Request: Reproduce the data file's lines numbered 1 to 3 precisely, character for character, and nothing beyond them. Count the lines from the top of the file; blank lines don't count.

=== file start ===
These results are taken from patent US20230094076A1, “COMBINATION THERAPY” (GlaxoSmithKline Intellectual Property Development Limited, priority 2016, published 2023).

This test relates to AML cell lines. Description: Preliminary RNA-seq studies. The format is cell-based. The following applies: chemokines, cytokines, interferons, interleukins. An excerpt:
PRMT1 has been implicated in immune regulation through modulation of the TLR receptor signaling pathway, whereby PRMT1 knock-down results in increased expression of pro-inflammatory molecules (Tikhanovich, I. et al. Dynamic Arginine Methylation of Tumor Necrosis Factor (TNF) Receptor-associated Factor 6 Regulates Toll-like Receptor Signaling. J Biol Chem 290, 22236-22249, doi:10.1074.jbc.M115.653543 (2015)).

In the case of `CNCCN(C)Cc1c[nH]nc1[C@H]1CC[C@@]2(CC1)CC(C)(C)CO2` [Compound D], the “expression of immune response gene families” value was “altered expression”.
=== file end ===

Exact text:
These results are taken from patent US20230094076A1, “COMBINATION THERAPY” (GlaxoSmithKline Intellectual Property Development Limited, priority 2016, published 2023).

This test relates to AML cell lines. Description: Preliminary RNA-seq studies. The format is cell-based. The following applies: chemokines, cytokines, interferons, interleukins. An excerpt:
PRMT1 has been implicated in immune regulation through modulation of the TLR receptor signaling pathway, whereby PRMT1 knock-down results in increased expression of pro-inflammatory molecules (Tikhanovich, I. et al. Dynamic Arginine Methylation of Tumor Necrosis Factor (TNF) Receptor-associated Factor 6 Regulates Toll-like Receptor Signaling. J Biol Chem 290, 22236-22249, doi:10.1074.jbc.M115.653543 (2015)).